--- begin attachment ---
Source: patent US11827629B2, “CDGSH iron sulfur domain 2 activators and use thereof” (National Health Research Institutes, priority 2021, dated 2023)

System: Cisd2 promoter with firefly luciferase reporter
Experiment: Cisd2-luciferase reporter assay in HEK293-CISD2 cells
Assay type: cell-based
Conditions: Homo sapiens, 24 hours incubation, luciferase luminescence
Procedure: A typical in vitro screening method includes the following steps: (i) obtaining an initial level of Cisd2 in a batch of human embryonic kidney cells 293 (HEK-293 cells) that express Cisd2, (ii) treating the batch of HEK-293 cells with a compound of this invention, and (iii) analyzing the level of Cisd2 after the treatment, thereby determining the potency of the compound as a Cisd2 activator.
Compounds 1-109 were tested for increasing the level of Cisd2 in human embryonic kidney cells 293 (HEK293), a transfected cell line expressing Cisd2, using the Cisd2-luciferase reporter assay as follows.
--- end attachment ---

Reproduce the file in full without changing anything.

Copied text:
Source: patent US11827629B2, “CDGSH iron sulfur domain 2 activators and use thereof” (National Health Research Institutes, priority 2021, dated 2023)

System: Cisd2 promoter with firefly luciferase reporter
Experiment: Cisd2-luciferase reporter assay in HEK293-CISD2 cells
Assay type: cell-based
Conditions: Homo sapiens, 24 hours incubation, luciferase luminescence
Procedure: A typical in vitro screening method includes the following steps: (i) obtaining an initial level of Cisd2 in a batch of human embryonic kidney cells 293 (HEK-293 cells) that express Cisd2, (ii) treating the batch of HEK-293 cells with a compound of this invention, and (iii) analyzing the level of Cisd2 after the treatment, thereby determining the potency of the compound as a Cisd2 activator.
Compounds 1-109 were tested for increasing the level of Cisd2 in human embryonic kidney cells 293 (HEK293), a transfected cell line expressing Cisd2, using the Cisd2-luciferase reporter assay as follows.